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Meeting new college students’ digital expectations

Survey provides insight into how prospectsstudents want to be reached
University Business, September 2016

If you work in higher ed digital marketing or communications, you’ve likely heard about the annual College-Bound Student E-Expectations Survey. Launched 11 years ago, this comprehensive research has become a critical piece of marketing intelligence.

The survey asked 3,000 college-bound high school seniors and juniors about their digital habits and expectations—from the start of the recruiting cycle.

Stephanie Geyer, vice president for web strategy and interactive marketing services at Ruffalo Noel-Levitz, gave me early access to the entire survey data set. This enabled me to analyze the data in a four-part blog series you can read at http://UBmag.me/rnl. Here’s a selection of the top insights from this analysis:

Websites: The go-to info resources

College websites are still central to the decision process for prospective students. Close to 70 percent of them say a school’s website is more influential than emails, phone calls from admissions, print marketing, college rankings and college planning sites.

And, while a bit more than 50 percent of students say the quality of a website doesn’t necessarily correlate to the quality of a college education, it does make a difference on their overall perception.

Mobile first, but not only

Students are attached to their mobile screens. Most college-bound students use mobile devices all the time (45.7 percent of high school juniors and 42.7 percent of seniors)—or when they don’t have access to a computer (respectively 54.6 percent and 51 percent).

When asked about their most recent college website visit, about one third of seniors and 42 percent of juniors reported using a smartphone. Only 15 percent of juniors and 17 percent of seniors said they use a desktop computer, while 37 percent and 45 percent, respectively, said they use a laptop.

The takeaway for web developers? Most prospective students will use two or three different screens, all smaller than a desktop monitor.

Search-engine optimization is key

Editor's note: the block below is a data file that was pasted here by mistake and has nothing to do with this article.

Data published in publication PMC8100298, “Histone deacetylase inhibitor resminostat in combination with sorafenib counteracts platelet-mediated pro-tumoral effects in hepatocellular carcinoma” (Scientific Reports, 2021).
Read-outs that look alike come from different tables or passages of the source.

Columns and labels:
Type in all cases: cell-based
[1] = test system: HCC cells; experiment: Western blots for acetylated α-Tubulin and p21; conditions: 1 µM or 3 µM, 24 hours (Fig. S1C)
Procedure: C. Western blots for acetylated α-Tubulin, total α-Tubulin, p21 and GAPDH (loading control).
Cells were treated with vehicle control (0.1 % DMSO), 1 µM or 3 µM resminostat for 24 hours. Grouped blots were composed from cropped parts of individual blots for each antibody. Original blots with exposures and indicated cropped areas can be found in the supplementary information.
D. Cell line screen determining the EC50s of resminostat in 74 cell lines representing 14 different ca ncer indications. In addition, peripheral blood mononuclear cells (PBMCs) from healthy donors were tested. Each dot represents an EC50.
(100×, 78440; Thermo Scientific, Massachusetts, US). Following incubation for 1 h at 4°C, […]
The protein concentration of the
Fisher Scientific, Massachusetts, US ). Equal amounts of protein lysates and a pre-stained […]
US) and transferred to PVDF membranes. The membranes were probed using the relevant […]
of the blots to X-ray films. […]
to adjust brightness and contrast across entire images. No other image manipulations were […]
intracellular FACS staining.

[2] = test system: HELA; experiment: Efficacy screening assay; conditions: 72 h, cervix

How do students find the top digital source of information about your school? A majority (88 percent of seniors, 86 percent of juniors) rely on a search engine. It’s a mystery, then, why so little time is spent on SEO strategy in higher ed.

While it’s usually easy to rank well in a search of the name of your school, that’s not the only way students search for college options.

According to the E-Expectations survey, it’s just as important to optimize your website so it ranks well on combinations of your school name and your academic programs. The social media ‘Magic 4’

A majority of surveyed high school students use YouTube, Facebook, Snapchat and Instagram. Sixty percent use Snapchat daily compared to 53 percent for YouTube and Facebook. Instagram’s decision to launch a clone of Snapchat Stories was proof of Snapchat’s popularity.

Yet, Facebook is still seen as the best social media platform for college information by 47 percent of seniors and 36 percent of juniors as opposed to respectively 7.6 percent and 8.1 percent in the case of Snapchat.

Varied platforms, varied messages

Your website should answer questions about cost and tuition (24 percent of seniors and 19 percent of juniors), the admission process, scholarships, and course catalog, the survey found.

On social media, they want to learn about your students: their lives and their activities through photos (77 percent of seniors, 74 percent of juniors), videos (52 percent, 50 percent) and stories (47 percent, 46 percent).

If you plan to send prospective students text messages, keep them focused on application details (status, missing docs), deadlines and notifications.

But don’t forget to first ask permission to text. This shouldn’t be a problem, as 71 percent of juniors and 74 percent of seniors said they would give the OK to schools that ask.

Karine Joly is the web editor behind www.collegewebeditor.com, a blog about higher ed web marketing, public relations and technologies. She is also the founder of www.higheredexperts.com.

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